What to do about survey results?(10 Posts)
Just that really. Buying a lovely old house and the survey has come back with masses of things we simply must do instantly adding up to tens of thousands.
We were expecting some of it, but some are a surprise and I would say unacceptable.
Do we knock money off our offer and do everything he has said to the letter or just suck it up... It's an old house and this is what happens, and spread it out over time?
I'd maybe write a list of what needs to be done and what can maybe wait. Surveys always report everything as they are liable. The get some specialise quotes for the work. Then you will be in a position to negotiate.
Thanks. That's helpful and clears matters for me. I re read the survey and there is lots of "investigate this further because there MAY be something". I'll get a quote for essentials.
The way surveys are written IME always make it sound as if a house is going to fall down.
I've always found it helpful to speak with the surveyor on the phone and get some clarification on exactly what they found. Some of it may actually be nothing.
definitely speak to them
ours sounded like it was on its last legs, but the surveyor confirmed it was basically sound. If you're looking at an older property, lots of the issues may be par for the course for an older house, and unproblematic while you live there.
Has he asked for specific reports etc to be carried out? There should be an essential works section where he comments on things that need your attention straight away.
What have your mortgage company said/asked for?
I'm an underwriter and as part of our underwriting we would advise what we wanted doing as part of the mortgage which would give you an indication of what is required now?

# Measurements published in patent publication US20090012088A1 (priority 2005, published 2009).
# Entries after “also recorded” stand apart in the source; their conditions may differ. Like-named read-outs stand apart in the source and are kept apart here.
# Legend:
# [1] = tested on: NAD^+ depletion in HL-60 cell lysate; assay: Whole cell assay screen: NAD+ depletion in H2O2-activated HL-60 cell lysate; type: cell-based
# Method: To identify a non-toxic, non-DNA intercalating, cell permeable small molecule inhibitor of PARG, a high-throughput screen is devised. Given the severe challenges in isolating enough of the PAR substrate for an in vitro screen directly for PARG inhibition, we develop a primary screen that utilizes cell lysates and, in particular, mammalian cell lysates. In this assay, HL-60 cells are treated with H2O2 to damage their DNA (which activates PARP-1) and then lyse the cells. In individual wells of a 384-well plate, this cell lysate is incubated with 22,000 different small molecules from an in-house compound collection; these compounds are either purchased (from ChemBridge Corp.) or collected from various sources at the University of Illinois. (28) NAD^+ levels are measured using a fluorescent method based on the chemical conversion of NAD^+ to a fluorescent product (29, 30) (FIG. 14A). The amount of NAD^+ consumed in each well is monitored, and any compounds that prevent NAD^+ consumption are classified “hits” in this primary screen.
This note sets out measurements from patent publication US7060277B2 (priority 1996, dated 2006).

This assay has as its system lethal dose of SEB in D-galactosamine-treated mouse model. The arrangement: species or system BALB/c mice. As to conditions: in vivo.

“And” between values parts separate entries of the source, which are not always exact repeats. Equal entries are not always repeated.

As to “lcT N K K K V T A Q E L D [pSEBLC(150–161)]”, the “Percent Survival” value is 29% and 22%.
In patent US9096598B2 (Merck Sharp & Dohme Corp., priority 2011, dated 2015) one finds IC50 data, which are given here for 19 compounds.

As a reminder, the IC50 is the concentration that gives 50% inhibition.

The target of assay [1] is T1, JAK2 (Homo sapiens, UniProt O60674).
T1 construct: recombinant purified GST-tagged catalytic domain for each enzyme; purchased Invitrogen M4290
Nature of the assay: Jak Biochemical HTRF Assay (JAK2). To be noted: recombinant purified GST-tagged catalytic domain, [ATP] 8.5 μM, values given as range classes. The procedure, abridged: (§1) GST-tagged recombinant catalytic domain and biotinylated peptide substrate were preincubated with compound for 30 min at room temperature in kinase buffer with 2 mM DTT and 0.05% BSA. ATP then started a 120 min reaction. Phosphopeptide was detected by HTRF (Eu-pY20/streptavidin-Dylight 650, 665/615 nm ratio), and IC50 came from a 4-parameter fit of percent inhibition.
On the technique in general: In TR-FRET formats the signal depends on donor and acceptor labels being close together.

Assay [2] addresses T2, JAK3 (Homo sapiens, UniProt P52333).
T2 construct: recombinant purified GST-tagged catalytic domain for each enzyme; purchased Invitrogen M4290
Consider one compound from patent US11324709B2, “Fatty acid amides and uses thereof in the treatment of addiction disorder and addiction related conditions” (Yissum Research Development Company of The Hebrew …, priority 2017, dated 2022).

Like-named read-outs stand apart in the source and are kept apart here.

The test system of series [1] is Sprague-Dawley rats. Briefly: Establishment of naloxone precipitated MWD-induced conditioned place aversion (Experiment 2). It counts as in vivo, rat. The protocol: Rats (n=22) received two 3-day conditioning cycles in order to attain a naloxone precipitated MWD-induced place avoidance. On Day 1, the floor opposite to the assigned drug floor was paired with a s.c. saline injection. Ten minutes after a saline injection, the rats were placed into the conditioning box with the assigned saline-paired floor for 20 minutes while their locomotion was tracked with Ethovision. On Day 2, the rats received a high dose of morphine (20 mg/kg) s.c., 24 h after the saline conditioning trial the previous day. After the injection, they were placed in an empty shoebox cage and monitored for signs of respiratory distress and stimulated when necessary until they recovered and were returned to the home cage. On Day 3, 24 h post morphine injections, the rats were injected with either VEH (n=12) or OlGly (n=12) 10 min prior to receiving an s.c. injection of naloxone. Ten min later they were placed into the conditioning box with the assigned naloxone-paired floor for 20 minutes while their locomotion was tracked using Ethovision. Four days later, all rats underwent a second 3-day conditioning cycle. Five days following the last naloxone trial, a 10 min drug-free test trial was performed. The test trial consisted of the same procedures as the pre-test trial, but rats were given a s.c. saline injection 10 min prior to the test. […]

We are currently buying an older house and have just had our survey done. I think how alarmist survey reports are depends a lot on the surveyor. The one we had done for our current house was full of things that made us panic (unnecessarily). The one we have had done for the new house - which is in much worse nick - nicely balanced reassurance that all was basically OK with sound advice about what really needed doing.
We spoke to the surveyor on the phone and are taking his advice to get a drains survey done to investigate whether the drains could be the cause of some cracking. Re. money off the price, the surveyor said that you can only reasonably ask if the survey shows things that you couldn't have anticipated from a proper look round yourself and a realistic attitude to older property. So on the drains work he said that if it shows up say £1-2k of work needed we just have to suck it up, because you might reasonably think that a large, neglected Victorian house with an overgrown garden might need some drains work. But if it shows £10k worth of work, that wouldn't be what you'd expect and it would be reasonable to negotiate for money off.
We had this with our purchase. Definitely get specialist reports for some things (we had damp, roof and drains). It is worth asking for money off for things you couldn't have anticipated, and be prepared to meet them halfway. We pushed our vendors on this and I'm so glad we did - they claimed there was nothing wrong with the roof (as they'd had it fixed) but their roofer must have bodged it because there's definitely a problem and we're in the process now of replacing the roof.
Unless the place is actually falling down I found it was reassuring to go into the purchase knowing what needed to be fixed.
That's helpful. Thanks everyone. It did sound as if it was about to fall around our ears. And any good things sounded very grudgingly given. I'll call him to clarify. One example was lead in some Exeteral pipes. I reckon that's unacceptable and should be taken off price. Others were recommendations for further investigation.
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